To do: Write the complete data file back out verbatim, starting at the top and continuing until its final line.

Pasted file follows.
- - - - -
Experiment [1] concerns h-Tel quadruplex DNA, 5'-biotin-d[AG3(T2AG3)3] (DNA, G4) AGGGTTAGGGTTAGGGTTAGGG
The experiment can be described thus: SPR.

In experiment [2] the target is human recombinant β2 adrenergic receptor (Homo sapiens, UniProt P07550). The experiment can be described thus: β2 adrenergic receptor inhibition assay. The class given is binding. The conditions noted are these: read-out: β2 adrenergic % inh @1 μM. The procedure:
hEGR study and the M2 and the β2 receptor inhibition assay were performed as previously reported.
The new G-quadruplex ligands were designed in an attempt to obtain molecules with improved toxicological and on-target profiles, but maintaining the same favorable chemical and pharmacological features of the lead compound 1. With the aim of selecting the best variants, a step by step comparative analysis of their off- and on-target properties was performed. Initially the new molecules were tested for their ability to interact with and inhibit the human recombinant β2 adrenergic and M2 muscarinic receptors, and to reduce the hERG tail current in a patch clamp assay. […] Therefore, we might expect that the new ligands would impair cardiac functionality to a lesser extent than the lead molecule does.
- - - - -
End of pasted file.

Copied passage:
Experiment [1] concerns h-Tel quadruplex DNA, 5'-biotin-d[AG3(T2AG3)3] (DNA, G4) AGGGTTAGGGTTAGGGTTAGGG
The experiment can be described thus: SPR.

In experiment [2] the target is human recombinant β2 adrenergic receptor (Homo sapiens, UniProt P07550). The experiment can be described thus: β2 adrenergic receptor inhibition assay. The class given is binding. The conditions noted are these: read-out: β2 adrenergic % inh @1 μM. The procedure:
hEGR study and the M2 and the β2 receptor inhibition assay were performed as previously reported.
The new G-quadruplex ligands were designed in an attempt to obtain molecules with improved toxicological and on-target profiles, but maintaining the same favorable chemical and pharmacological features of the lead compound 1. With the aim of selecting the best variants, a step by step comparative analysis of their off- and on-target properties was performed. Initially the new molecules were tested for their ability to interact with and inhibit the human recombinant β2 adrenergic and M2 muscarinic receptors, and to reduce the hERG tail current in a patch clamp assay. […] Therefore, we might expect that the new ligands would impair cardiac functionality to a lesser extent than the lead molecule does.